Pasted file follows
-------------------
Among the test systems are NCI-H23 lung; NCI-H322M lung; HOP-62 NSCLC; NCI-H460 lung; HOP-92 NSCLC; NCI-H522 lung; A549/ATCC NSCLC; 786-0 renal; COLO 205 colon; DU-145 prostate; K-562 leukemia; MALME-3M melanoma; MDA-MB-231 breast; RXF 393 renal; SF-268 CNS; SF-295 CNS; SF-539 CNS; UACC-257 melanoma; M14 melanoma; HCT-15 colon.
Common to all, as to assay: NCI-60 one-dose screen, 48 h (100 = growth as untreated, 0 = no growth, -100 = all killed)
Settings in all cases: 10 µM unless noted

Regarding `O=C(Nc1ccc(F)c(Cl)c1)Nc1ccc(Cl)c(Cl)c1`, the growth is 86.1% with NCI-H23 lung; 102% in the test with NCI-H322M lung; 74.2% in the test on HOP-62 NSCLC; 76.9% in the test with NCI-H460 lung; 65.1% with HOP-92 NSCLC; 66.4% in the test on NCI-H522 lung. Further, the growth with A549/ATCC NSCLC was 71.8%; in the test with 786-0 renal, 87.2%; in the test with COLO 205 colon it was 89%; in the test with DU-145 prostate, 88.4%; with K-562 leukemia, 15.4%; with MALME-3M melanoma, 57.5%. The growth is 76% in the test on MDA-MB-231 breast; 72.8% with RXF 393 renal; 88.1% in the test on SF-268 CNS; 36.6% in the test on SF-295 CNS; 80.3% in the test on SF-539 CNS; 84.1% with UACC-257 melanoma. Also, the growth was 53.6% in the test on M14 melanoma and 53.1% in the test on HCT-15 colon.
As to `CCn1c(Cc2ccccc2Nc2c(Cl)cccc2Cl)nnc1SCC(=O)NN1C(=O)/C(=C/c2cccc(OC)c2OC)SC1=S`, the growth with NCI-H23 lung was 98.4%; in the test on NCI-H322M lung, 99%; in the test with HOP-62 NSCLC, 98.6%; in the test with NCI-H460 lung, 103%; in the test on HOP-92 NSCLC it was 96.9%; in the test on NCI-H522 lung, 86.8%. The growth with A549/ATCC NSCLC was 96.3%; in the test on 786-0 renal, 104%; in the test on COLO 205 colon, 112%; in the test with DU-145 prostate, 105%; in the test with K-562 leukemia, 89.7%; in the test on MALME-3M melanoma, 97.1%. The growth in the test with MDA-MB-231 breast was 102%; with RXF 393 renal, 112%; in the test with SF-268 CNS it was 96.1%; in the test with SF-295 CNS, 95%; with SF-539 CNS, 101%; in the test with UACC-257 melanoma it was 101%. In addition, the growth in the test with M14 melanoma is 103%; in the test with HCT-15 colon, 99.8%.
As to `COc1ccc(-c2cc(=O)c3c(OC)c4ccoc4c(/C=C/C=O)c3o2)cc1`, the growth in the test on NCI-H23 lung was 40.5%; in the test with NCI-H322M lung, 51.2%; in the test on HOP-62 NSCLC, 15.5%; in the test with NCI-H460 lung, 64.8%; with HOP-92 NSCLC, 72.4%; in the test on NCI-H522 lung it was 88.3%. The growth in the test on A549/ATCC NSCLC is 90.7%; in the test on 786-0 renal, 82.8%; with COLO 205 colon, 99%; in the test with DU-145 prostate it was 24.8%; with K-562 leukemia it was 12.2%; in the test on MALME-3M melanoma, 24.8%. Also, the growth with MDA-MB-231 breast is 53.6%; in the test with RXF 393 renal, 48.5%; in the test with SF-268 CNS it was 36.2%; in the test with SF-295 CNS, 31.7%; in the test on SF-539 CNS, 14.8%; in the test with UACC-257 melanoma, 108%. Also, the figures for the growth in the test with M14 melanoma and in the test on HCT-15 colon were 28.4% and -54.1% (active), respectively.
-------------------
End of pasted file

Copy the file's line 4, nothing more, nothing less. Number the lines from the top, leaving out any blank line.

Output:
Regarding `O=C(Nc1ccc(F)c(Cl)c1)Nc1ccc(Cl)c(Cl)c1`, the growth is 86.1% with NCI-H23 lung; 102% in the test with NCI-H322M lung; 74.2% in the test on HOP-62 NSCLC; 76.9% in the test with NCI-H460 lung; 65.1% with HOP-92 NSCLC; 66.4% in the test on NCI-H522 lung. Further, the growth with A549/ATCC NSCLC was 71.8%; in the test with 786-0 renal, 87.2%; in the test with COLO 205 colon it was 89%; in the test with DU-145 prostate, 88.4%; with K-562 leukemia, 15.4%; with MALME-3M melanoma, 57.5%. The growth is 76% in the test on MDA-MB-231 breast; 72.8% with RXF 393 renal; 88.1% in the test on SF-268 CNS; 36.6% in the test on SF-295 CNS; 80.3% in the test on SF-539 CNS; 84.1% with UACC-257 melanoma. Also, the growth was 53.6% in the test on M14 melanoma and 53.1% in the test on HCT-15 colon.